Version 5 (modified by Daniel Kahn Gillmor, 10 years ago) (diff)


Validating your web site

If you post content on the web, and you want it to be readable by everyone, it makes sense to try to post that content in a universally-readable format. This page is about helping web site authors and administrators ensure that the data they offer is presented in a universally-readable format.

Declaring a Standard

The first step i take when trying to debug cross-browser compatibility issues for web sites is to make sure that the pages i'm generating explicitly specify the standard they're targeting (e.g. it's better to say "please use xhtml 1.0 strict", instead of asking the browser to guess, in which case it might choose something else, like "HTML 4.01 transitional"). This is done with a "DOCTYPE" header at the start of each page -- if you're using a dynamic page generation tool, there should be a way to ask it to emit a DOCTYPE header anyway.

Meeting the Standard

After i've specified a doctype, i make sure that the pages i'm emitting are syntactically valid according to the standard i've chosen as a target. One easy way to do this is to ask the W3C's validator to check the syntax of the pages.

The goal is to get the site to a state where the validator reports no errors. Note that this should theoretically be done on all pages of a site, since each page might be different. However, just starting with a few example pages is a good start.

While this process can be frustrating initially, it really does help to ensure cross-browser compatibility. If your page doesn't syntactically match the standard you specify, (or if you don't specify one at all), you're asking each browser to take its best guess at what you meant. Since browsers are written by different people, when you diverge from the defined common language, you'll get into different assumptions and have to deal with different quirks. Sticking to a rigorous syntactic validity will help you minimize these kind of surprises.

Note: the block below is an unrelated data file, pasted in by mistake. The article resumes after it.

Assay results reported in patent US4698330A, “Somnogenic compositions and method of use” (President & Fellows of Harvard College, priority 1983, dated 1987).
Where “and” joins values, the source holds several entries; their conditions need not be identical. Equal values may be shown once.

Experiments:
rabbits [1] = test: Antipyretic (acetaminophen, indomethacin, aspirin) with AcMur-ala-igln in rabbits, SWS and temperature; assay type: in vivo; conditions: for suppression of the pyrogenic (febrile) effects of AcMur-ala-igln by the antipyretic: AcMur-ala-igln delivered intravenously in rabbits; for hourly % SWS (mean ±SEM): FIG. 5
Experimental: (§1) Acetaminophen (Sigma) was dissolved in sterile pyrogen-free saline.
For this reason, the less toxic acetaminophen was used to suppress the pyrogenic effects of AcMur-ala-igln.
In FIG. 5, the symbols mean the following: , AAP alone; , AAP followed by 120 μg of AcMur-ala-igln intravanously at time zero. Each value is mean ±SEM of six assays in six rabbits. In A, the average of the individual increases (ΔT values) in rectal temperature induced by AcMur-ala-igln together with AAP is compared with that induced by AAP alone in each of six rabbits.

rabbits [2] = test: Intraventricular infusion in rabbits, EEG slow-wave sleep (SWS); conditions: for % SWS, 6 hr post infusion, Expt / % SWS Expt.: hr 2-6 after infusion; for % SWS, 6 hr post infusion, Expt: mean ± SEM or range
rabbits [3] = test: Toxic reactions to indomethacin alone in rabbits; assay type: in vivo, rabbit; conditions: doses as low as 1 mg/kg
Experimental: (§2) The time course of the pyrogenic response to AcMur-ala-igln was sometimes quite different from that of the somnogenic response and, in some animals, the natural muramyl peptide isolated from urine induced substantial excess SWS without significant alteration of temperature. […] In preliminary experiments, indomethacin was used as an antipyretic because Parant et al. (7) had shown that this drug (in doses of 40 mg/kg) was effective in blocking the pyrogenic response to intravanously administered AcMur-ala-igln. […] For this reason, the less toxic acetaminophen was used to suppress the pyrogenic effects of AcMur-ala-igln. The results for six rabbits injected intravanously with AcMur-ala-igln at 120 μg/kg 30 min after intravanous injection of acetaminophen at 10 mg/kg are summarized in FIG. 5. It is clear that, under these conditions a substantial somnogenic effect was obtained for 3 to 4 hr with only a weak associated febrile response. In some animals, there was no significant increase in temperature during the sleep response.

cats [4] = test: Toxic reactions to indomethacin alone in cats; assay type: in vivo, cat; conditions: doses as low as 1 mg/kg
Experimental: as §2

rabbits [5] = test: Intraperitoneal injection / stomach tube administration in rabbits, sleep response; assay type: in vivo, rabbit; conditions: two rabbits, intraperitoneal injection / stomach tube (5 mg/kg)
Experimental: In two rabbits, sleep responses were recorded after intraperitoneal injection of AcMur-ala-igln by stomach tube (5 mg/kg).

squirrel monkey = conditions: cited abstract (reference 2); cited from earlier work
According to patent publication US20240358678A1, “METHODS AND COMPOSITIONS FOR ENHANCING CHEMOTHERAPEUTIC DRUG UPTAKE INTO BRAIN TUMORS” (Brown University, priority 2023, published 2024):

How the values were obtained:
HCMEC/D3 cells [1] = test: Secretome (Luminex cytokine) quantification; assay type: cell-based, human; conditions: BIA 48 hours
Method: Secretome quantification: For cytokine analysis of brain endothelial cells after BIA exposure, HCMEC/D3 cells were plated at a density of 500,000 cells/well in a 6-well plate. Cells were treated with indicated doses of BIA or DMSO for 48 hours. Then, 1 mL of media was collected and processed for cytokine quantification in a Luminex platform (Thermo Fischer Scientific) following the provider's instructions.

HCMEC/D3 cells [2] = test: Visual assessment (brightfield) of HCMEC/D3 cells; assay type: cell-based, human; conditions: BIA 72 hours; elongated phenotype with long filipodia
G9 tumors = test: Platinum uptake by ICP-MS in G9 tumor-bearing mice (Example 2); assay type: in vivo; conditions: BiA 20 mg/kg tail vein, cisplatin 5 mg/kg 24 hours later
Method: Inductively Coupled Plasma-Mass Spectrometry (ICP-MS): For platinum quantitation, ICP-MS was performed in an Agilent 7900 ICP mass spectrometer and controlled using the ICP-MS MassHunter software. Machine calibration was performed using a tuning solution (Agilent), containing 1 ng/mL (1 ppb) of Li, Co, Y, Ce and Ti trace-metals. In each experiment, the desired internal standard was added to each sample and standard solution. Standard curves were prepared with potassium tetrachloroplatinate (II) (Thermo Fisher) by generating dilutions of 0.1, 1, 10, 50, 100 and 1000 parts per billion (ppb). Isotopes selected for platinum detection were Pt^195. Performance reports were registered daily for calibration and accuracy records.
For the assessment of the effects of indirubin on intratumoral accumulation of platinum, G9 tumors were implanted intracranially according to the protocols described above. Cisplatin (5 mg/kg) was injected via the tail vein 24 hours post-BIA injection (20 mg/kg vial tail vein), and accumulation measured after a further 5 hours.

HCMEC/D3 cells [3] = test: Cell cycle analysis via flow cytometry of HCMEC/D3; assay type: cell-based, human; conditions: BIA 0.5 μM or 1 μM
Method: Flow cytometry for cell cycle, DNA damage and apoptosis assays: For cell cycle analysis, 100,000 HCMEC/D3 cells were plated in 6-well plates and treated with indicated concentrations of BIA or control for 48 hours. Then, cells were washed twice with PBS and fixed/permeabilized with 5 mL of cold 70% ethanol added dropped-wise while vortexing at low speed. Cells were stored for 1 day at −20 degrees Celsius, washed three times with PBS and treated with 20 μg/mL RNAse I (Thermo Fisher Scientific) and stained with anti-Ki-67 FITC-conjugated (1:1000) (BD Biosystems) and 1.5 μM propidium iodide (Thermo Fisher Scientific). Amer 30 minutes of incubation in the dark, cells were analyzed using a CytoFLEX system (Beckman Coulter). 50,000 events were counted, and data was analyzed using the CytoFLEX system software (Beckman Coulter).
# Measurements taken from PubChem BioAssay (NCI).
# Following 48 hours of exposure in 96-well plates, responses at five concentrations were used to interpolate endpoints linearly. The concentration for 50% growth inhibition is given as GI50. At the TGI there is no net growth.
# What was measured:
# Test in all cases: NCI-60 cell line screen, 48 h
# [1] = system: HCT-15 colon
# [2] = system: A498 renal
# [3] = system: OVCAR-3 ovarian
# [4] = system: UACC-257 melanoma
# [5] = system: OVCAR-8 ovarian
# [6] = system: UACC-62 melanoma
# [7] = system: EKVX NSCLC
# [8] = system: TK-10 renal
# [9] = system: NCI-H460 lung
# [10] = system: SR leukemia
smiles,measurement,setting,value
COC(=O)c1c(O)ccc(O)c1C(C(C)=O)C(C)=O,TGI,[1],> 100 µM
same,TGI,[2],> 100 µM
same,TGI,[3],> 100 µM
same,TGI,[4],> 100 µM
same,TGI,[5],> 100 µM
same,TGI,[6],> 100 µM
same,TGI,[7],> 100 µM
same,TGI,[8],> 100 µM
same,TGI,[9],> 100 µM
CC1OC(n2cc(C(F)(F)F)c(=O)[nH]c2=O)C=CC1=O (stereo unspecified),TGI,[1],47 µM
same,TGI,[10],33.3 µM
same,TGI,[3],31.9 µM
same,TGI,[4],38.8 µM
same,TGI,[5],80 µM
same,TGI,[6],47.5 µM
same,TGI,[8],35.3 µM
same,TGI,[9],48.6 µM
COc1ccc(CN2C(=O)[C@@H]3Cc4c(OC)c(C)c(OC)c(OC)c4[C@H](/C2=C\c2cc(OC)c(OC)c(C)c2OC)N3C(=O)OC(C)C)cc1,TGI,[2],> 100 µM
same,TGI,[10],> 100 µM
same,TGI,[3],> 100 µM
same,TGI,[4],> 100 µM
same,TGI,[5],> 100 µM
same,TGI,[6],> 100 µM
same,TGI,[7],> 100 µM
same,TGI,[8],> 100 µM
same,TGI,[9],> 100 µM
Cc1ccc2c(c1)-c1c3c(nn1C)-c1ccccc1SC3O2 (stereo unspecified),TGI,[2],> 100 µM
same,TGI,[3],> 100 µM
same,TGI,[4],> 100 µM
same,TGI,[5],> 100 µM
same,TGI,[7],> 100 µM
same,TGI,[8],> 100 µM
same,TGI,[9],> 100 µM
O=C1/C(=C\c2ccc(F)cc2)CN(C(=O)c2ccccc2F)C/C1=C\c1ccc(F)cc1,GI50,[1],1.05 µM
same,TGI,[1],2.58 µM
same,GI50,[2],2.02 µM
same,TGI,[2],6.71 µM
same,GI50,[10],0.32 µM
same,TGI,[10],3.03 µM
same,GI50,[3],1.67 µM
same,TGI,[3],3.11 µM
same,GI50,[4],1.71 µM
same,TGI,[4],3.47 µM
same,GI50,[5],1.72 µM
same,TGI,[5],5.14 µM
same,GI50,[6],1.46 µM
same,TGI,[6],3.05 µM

Character Sets

In addition to making sure your site has valid syntax, you might also want to consider making sure that it uses unicode (the most popular form of unicode is UTF-8). This choice of character set encoding (or "charset") is crucial for sites that contain (or may one day contain) characters from outside the standard alphabet used in your native language. If you're not sure which character set your site uses, the W3c's validator will also report the charset your site defaults to. You can read up on declaring a new charset if you're interested in making this change.

Offline Validators

If you run a debian-derived operating system (including ubuntu), you might be interested in w3c-markup-validator and wdg-html-validator, both of which are tools designed to let you run similar validation tests on your own.

Running a local validator gives you more control over what you do with the output, and makes it easier to incorporate the tools into scripted or automated tests.

It also lets you run the validator on sites that you might not want to grant access to over the internet (for example, if you're working on a local staging or development copy of a site that is only available over a loopback device).

Validation and Content Management Systems

Many Content Management Systems (or CMSes) already declare a DOCTYPE and charset for you, and use it in their templates and static pages. This usually means that any code you write that is published through such a CMS needs to be carefully checked to ensure that it meets the standard (and charset!) selected by the CMS. Some CMSes will help you meet that standard by providing filters to run user-submitted content through. While there is still guesswork about how to translate non-standard markup into standards-compliant markup, using the CMS' provided filters moves the guesswork into the server side, where it can be made once in a canonical fashion, instead of asking each viewer's web browser to do its own guesswork.

An example of this is Drupal's Input Formats provided by the "filter" module.

Also note that sometimes you might paste data from one system (e.g. Microsoft Word) into another system (e.g. an input box on a Drupal-based web site), and the two systems might be using different character sets. Since common Latin characters (a, b, c, etc) are handled identically in most character sets, you'll usually notice the problem first in things like unusual punctuation (e.g. smart quotes, em dashes, the interrobang (‽), etc), unusual characters, new symbols, or characters with unusual diacritics (e.g. ß, €, ẍ, , etc). If characters like these are showing up in some garbled state, you should consider the choice of character set as a possible culprit.


Once you've got a syntactically valid page that does what you want in one browser, the difference between that and other modern browsers should be relatively small, and you can focus your time on resolving those differences. Regular checks of page validity when you make changes are also a good idea, just to make sure the page keeps working.